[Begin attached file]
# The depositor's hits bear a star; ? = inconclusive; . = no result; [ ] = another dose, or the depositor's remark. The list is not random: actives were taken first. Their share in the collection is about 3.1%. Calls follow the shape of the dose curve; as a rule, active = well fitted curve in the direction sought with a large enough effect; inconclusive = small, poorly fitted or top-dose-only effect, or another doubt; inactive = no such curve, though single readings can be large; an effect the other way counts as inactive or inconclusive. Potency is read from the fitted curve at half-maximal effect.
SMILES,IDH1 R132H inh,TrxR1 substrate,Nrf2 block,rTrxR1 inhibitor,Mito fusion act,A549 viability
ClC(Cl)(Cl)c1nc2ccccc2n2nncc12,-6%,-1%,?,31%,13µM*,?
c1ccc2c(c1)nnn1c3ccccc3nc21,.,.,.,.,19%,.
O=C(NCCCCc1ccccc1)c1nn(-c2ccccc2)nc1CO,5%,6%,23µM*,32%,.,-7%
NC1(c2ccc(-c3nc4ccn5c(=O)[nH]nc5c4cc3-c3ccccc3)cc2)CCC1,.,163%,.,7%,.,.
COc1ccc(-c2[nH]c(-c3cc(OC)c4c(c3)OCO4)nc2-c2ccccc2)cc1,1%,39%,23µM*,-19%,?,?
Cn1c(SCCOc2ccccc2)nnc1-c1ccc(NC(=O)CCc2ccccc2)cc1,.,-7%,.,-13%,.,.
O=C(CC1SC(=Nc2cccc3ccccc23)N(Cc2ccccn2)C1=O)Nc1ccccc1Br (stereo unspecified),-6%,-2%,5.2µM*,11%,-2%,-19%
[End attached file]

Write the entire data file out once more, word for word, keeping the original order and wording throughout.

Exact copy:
# The depositor's hits bear a star; ? = inconclusive; . = no result; [ ] = another dose, or the depositor's remark. The list is not random: actives were taken first. Their share in the collection is about 3.1%. Calls follow the shape of the dose curve; as a rule, active = well fitted curve in the direction sought with a large enough effect; inconclusive = small, poorly fitted or top-dose-only effect, or another doubt; inactive = no such curve, though single readings can be large; an effect the other way counts as inactive or inconclusive. Potency is read from the fitted curve at half-maximal effect.
SMILES,IDH1 R132H inh,TrxR1 substrate,Nrf2 block,rTrxR1 inhibitor,Mito fusion act,A549 viability
ClC(Cl)(Cl)c1nc2ccccc2n2nncc12,-6%,-1%,?,31%,13µM*,?
c1ccc2c(c1)nnn1c3ccccc3nc21,.,.,.,.,19%,.
O=C(NCCCCc1ccccc1)c1nn(-c2ccccc2)nc1CO,5%,6%,23µM*,32%,.,-7%
NC1(c2ccc(-c3nc4ccn5c(=O)[nH]nc5c4cc3-c3ccccc3)cc2)CCC1,.,163%,.,7%,.,.
COc1ccc(-c2[nH]c(-c3cc(OC)c4c(c3)OCO4)nc2-c2ccccc2)cc1,1%,39%,23µM*,-19%,?,?
Cn1c(SCCOc2ccccc2)nnc1-c1ccc(NC(=O)CCc2ccccc2)cc1,.,-7%,.,-13%,.,.
O=C(CC1SC(=Nc2cccc3ccccc23)N(Cc2ccccn2)C1=O)Nc1ccccc1Br (stereo unspecified),-6%,-2%,5.2µM*,11%,-2%,-19%